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J Clin Psychopharmacol. 1993 Aug;13(4):276-9.

Lithium-induced renal insufficiency.

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  • 1Department of Psychiatry, UCLA School of Medicine.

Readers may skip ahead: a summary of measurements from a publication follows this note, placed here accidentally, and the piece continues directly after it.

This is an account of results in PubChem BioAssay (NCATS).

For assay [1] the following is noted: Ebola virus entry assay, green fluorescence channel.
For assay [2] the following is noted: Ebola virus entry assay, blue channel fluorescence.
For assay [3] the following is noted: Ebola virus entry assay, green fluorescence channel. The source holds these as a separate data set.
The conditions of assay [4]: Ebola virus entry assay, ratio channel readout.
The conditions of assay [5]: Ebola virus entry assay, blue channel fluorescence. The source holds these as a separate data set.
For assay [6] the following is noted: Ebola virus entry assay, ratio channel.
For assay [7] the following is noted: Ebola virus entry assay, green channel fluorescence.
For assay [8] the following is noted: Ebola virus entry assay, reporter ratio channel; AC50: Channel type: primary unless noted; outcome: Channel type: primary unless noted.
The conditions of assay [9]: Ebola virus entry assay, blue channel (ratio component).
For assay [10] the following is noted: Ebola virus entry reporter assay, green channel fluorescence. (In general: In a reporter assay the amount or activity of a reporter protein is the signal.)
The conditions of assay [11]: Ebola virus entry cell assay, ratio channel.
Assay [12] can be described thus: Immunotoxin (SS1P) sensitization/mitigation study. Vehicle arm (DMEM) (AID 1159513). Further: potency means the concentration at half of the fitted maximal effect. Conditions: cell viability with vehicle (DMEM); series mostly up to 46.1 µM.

Recent reviews of the effects of lithium on renal function have generally concluded that no clinically significant effect on glomerular function is apparent even after many years. Yet, a handful of studies over the last 3 years indicate that a small percentage of lithium-treated patients may develop rising levels of creatinine in serum after a decade or more of treatment. In the current sample of 82 bipolar patients treated in an affective disorders clinic, 3 (3.7%) were found to have developed creatinine levels in serum greater than 2.0 mg/100 ml from baseline levels that were within normal limits. One of these patients has progressed to chronic renal failure and hemodialysis, making him the second probable reported case of lithium-induced chronic renal failure. No common risk factor for renal disease among these patients was apparent. As increasing numbers of patients are treated with lithium for a decade or more, previous conclusions as to the benign effects of long-term lithium treatment on renal function may need to be revised. Regular monitoring of creatinine levels in serum and medical consultation if the level rises and remains above 1.6 mg/100 ml are recommended.

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